In deciding whether medicine is the appropriate field for you, you’ll also need to consider the future of the field. As medicine becomes more technical and specialized, there will be an even greater need for physicians to be good communicators, good collaborators and relentless renovators of their skills and knowledge. In the past, physicians could largely work autonomously and sometimes rest on their laurels because of their sole control over medicine’s language, body of knowledge and treatments. Those days are long over. Greater access and choice is the future of every service field, including medicine. But compared to most of these fields, medicine and the individual physician have the widest range of freedom and practice, and have the greatest tradition of professionalism, openness, innovation and humanism.


The future of medicine is formed by this tradition. It was only in the 20th century that medical science allowed physicians to significantly alter the course of health and disease. The successes of science, as symbolized by the white lab coat, have perhaps separated physicians from the patient and the patient’s esteem. We need not be limited by this model, however. As in The Wizard of Oz, the isolating curtain can be pulled back and those serving health can work more intimately with those seeking health. The patient expects more than science and wizardry, just as Dorothy expected more when she learned the wizard was human. Being a wizard is a fine thing, but note that when the wizard asked Dorothy what she really wanted, he was acting as a human and true to his nature.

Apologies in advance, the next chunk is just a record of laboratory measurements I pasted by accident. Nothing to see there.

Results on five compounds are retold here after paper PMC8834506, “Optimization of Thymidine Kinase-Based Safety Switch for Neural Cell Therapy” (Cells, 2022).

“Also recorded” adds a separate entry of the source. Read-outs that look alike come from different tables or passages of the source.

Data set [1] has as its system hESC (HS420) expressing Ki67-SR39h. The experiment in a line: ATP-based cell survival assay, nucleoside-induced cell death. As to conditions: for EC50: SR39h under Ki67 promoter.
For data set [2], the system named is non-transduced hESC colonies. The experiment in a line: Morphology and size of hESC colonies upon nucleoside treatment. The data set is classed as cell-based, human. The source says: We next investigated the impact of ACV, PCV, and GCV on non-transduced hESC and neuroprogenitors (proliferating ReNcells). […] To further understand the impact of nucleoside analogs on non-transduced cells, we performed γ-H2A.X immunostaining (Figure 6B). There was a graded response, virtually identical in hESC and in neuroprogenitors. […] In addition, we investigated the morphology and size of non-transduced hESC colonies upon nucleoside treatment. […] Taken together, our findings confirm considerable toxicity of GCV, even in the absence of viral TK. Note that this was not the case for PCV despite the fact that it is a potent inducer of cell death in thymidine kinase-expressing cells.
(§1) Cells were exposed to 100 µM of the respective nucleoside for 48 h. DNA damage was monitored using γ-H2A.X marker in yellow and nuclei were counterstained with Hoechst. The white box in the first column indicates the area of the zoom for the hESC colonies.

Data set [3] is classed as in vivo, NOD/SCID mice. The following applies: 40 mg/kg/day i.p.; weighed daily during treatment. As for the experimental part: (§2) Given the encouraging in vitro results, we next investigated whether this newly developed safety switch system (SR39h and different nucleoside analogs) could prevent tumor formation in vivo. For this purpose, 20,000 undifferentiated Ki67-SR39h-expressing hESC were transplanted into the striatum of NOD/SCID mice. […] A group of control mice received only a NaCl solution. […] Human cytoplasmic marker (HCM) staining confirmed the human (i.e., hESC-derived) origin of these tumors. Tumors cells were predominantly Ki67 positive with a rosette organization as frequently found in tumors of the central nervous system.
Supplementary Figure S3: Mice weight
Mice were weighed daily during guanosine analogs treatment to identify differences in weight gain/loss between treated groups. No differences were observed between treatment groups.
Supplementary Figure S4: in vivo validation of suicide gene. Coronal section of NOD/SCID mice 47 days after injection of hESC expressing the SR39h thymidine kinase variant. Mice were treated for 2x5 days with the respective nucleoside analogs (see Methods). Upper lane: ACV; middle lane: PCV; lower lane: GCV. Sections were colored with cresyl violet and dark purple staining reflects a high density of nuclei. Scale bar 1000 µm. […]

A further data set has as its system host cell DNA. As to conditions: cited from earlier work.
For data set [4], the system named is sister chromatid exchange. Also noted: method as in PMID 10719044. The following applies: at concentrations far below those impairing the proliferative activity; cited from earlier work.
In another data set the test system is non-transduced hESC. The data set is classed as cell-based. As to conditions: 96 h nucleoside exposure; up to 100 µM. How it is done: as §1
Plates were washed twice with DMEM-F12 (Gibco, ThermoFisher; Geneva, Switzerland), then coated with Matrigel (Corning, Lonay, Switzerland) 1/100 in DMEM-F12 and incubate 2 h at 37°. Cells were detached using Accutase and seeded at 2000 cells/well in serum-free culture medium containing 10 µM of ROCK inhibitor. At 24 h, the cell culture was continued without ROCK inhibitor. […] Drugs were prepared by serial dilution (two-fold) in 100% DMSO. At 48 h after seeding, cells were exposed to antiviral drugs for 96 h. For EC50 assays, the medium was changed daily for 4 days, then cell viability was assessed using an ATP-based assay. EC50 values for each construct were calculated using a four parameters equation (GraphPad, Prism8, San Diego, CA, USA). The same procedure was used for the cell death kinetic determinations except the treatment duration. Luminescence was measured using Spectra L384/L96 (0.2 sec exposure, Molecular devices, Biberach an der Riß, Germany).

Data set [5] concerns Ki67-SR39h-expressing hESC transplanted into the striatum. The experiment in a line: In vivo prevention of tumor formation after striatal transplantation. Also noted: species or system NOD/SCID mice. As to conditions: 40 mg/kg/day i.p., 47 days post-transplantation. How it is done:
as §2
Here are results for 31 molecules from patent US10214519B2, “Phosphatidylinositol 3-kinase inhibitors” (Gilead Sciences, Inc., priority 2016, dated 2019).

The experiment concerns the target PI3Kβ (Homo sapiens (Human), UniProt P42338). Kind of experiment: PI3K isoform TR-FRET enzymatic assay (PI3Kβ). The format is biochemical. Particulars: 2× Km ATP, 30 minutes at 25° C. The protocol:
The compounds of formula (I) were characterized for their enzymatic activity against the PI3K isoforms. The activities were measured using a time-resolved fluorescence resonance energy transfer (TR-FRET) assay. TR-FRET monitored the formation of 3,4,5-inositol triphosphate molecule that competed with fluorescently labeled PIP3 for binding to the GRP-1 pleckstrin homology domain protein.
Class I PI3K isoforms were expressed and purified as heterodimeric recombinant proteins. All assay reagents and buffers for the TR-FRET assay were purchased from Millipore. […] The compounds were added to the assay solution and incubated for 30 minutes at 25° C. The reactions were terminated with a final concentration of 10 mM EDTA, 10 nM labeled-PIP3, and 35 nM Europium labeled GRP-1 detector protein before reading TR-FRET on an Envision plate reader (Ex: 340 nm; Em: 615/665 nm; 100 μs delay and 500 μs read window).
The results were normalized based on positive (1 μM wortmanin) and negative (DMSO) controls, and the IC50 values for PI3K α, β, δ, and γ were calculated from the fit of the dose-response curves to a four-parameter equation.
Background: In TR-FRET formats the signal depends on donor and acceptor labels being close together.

Listen to your life and discover where your greatest desires lie; see if there’s a field in medicine where you belong. Your guide will be when desire arises out of happiness—joy, discovery, respect, generosity—and not when it arises out of need—obligation, greed, fear, gain or even duty. In the face of desire, obstacles are immaterial; help will come, resources will appear, and your path will open before you.


Desire is happiness; satisfaction as happiness is merely the last moment of desire. To be wish and wish alone is happiness, and a new one over and over again.
Daniel W. Collison is chief of dermatology at Dartmouth Medical School. He specializes in skin cancer surgery. He considered a career as a literature professor before answering the call to medicine. Comments regarding this column can be e-mailed to tnp@amsa.org. Look for The New Physician’s next MedMentor column in November.